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United States Department of Agriculture

Agricultural Research Service

Research Project: CRANBERRY GENETIC IMPROVEMENT AND INSECT PEST MANAGEMENT Title: Flooding as “spring cleaning” for insect pests

item Steffan, Shawn
item Singleton, Merritt -
item Sojka, Jayne -
item Zalapa, Juan
item Dittl, Tim -

Submitted to: Wisconsin State Cranberry Growers Association
Publication Type: Proceedings
Publication Acceptance Date: August 1, 2012
Publication Date: August 8, 2012
Citation: Steffan, S.A., Singleton, M., Sojka, J., Zalapa, J.E., Dittl, T. 2012. Flooding as “spring cleaning” for insect pests. Wisconsin State Cranberry Growers Association. p. 32-34.

Technical Abstract: In 2011, a large-scale field study was undertaken to examine how a 30-40 hour spring flood (550-700 DDs) would affect key insect populations, as well as the cranberry plant. A total of 46 beds were included in the study (23 pairs of flooded/unflooded beds across 11 marshes in central Wisconsin), focusing on ‘Stevens,’ ‘Ben Lear,’ and ‘GH1’ cranberry varieties. Among the major insect pests of cranberry, only black-headed fireworm (Rhopobota naevena) populations were significantly reduced by the floods, when compared to the non-flooded beds. This focus on major pest species, however, overlooked the benefits that flooding conferred on the suppression of various background pest species. Samples of the detritus removed from floodwaters were examined for arthropod fauna, and these samples yielded many noctuids, tortricids, and scarabs. From this work, it was revealed that flooding eliminated tremendous numbers of arthropods from the cranberry beds as growers removed the accumulated “trash.” Spring flooding, therefore, not only may reduce pest populations via drowning but also by physically removing the pests. These findings underscore the importance of removal of detritus from beds during a flood, as well as the prompt transport of “trash piles” away from the marsh.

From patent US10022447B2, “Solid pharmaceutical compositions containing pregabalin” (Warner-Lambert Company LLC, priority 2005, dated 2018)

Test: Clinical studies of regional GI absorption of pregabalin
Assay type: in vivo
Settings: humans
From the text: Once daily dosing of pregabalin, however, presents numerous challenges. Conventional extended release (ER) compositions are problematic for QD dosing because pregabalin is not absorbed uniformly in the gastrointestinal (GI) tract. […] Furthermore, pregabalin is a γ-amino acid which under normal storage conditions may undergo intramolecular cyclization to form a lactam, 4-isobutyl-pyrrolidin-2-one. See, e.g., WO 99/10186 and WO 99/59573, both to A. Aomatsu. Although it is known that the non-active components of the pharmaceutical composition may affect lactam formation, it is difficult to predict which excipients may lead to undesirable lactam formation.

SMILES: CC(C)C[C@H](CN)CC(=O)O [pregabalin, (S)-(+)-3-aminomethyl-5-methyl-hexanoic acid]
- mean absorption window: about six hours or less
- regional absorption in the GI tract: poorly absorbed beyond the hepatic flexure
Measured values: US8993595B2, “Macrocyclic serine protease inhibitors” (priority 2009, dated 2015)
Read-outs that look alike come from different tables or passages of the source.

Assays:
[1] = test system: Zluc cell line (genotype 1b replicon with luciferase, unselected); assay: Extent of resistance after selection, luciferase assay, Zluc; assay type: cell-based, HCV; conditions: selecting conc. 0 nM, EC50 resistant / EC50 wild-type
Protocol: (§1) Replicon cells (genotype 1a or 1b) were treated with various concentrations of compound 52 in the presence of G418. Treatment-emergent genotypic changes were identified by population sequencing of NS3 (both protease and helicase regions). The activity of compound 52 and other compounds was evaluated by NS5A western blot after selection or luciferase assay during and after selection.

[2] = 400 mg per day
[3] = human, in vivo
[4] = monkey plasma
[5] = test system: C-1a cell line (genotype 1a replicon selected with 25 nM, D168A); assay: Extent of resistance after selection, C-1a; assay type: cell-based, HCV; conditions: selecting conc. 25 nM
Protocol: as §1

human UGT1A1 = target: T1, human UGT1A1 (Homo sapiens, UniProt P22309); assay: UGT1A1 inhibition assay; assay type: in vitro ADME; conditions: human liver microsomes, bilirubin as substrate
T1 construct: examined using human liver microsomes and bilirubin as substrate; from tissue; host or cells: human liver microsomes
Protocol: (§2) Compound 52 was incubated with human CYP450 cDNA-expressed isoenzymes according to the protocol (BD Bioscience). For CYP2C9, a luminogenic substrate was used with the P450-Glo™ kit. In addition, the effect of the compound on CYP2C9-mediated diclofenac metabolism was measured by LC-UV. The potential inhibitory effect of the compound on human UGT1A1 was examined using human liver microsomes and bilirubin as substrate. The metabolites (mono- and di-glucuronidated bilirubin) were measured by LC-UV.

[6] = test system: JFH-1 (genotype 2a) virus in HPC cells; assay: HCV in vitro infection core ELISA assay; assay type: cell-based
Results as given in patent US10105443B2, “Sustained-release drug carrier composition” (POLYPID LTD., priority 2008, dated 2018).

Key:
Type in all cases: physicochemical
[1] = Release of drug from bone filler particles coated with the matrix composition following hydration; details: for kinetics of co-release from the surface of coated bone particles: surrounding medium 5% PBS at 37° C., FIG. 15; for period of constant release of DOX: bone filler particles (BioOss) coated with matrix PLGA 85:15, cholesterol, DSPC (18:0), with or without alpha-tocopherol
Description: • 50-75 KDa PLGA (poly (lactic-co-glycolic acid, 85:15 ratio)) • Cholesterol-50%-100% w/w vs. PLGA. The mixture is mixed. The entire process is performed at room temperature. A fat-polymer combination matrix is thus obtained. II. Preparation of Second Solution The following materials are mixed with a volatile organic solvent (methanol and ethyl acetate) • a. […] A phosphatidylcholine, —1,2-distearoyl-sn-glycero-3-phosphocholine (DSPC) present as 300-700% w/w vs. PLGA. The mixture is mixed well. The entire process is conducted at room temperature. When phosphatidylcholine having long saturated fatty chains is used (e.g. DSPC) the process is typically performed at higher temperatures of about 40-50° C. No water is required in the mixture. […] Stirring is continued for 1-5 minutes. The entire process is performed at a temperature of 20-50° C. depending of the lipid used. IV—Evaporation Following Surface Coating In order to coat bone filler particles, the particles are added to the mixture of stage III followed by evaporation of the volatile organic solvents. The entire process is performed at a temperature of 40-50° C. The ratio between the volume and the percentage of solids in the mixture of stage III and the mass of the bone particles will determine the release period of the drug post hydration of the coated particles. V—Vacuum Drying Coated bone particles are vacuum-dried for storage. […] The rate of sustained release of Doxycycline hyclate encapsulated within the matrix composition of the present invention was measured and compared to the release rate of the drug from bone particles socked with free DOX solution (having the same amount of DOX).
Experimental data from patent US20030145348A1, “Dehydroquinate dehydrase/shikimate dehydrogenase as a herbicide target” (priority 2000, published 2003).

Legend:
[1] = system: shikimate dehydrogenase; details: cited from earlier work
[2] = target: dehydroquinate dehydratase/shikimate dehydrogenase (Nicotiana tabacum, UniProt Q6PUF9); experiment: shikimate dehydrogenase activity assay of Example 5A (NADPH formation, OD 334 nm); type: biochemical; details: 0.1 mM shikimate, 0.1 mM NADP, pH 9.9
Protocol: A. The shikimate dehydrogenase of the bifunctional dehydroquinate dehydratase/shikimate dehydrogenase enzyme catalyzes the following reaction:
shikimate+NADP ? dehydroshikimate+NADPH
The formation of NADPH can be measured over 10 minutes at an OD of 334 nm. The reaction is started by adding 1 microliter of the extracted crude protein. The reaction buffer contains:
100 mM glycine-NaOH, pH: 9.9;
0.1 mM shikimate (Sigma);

Last Modified: 11/29/2015
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